–  ensure a stable macro-economic environment by implementing business and investment-friendly measures for sustainable growth. 

According to the President, the country remains committed to meeting its debt obligations with projected debt servicing at 45% of total expected total revenue. Budget deficit, he disclosed,  is projected at N9.18tn in 2024 (ie 3.88 per cent of GDP) – far lower, Nigerians will agree, than the N13.78tn deficit, or 6.11% of GDP, recorded in 2023. The deficit, he added, would be financed by new borrowings totalling N7.83tn on multilateral and bilateral loans secured for specific development projects.  It is interesting to note that the non-debt recurrent expenditure is N9.92tn, while debt service is projected to be N8.25tn with capital expenditure at N8.7tn.

Stressing the need to boost tax revenues, Pres. Tinubu said his government’s target was to increase the ratio of revenue to GDP from less than the current 10% to 18% within the administration’s current tenure. This will be ensured, he added, by further containing financial leakages through effective implementation of financial management reforms.

Another highlight of the 2024 budget proposal is the government’s action in adopting a conservative oil price benchmark of $77.96 per barrel and daily oil production estimate of 1.78 million barrels per day in crafting its estimates – as well adopting an official Naira-to-US Dollar exchange rate of N750/$ for 2024. 

A breakdown of the projected spending, as provided   after Pres. Tinubu’s presentation by the Ministries of Finance and of Budget and National Planning, shows that defence, education and roads will collectively gulp N6.7tn. Funding for the defence and security sectors is N3.25tn, while  the health sector gets N1.33tn. And N1.32tn will be expended on the provision of infrastructure in the power, transport, water resources, aviation, works and housing sectors.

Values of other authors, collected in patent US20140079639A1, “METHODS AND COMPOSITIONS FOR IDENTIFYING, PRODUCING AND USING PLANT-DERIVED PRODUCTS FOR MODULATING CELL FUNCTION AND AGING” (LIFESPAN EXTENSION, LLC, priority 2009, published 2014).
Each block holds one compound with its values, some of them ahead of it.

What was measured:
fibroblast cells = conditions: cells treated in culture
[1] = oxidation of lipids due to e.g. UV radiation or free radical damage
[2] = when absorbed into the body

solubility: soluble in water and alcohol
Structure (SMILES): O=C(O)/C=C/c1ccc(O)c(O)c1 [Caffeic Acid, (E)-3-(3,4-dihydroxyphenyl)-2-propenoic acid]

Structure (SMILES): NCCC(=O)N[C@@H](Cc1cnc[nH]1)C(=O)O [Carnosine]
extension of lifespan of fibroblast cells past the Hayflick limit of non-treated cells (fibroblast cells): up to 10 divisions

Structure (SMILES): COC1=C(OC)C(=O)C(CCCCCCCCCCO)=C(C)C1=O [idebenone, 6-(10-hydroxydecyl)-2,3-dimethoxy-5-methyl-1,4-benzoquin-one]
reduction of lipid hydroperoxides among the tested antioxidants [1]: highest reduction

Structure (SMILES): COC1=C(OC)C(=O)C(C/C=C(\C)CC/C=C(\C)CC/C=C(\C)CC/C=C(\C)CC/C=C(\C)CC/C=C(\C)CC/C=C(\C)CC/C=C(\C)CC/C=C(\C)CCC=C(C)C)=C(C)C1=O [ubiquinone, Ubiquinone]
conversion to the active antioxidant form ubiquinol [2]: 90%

Another highlight of the  proposal shows that the government intends to lean heavily on public/private partnerships (PPP) as well as the sale of loss-making assets – as opposed to Nigeria’s past fatal attraction to potentially crippling loans – to finance some of its infrastructure targets. The administration, the relevant ministries disclosed, is eyeing N10.4tn from tax, dividends and others instead. 

Widespread and SHARED economic success, the President insisted, was the ultimate goal here – hence the renewed focus by his administration on the review of national social investment programs to enhance their implementation and effectiveness. “In particular,” he added in this regard, “the National Social Safety Net Project will be expanded to provide targeted cash transfers to poor and vulnerable households.

In a nod to a current global conversation that coincided with his budget presentation (and to which Nigeria has repeatedly weighed in at every opportunity), the President disclosed that a major motivation on the back of the minds of those who crafted the 2024 budget was the quest to balance the need for accelerated and sustainable economic development WITH the need to protect the environment and mitigate the effects of climate change. To this end, he said, his government was demonstrating its commitment to a greener future by making provisions to leverage private capital for big-ticket infrastructure projects in energy, transportation and other sectors. “This,” he stressed, “marks a critical step towards diversifying our energy mix, enhancing efficiency, and fostering the development of renewable energy sources.”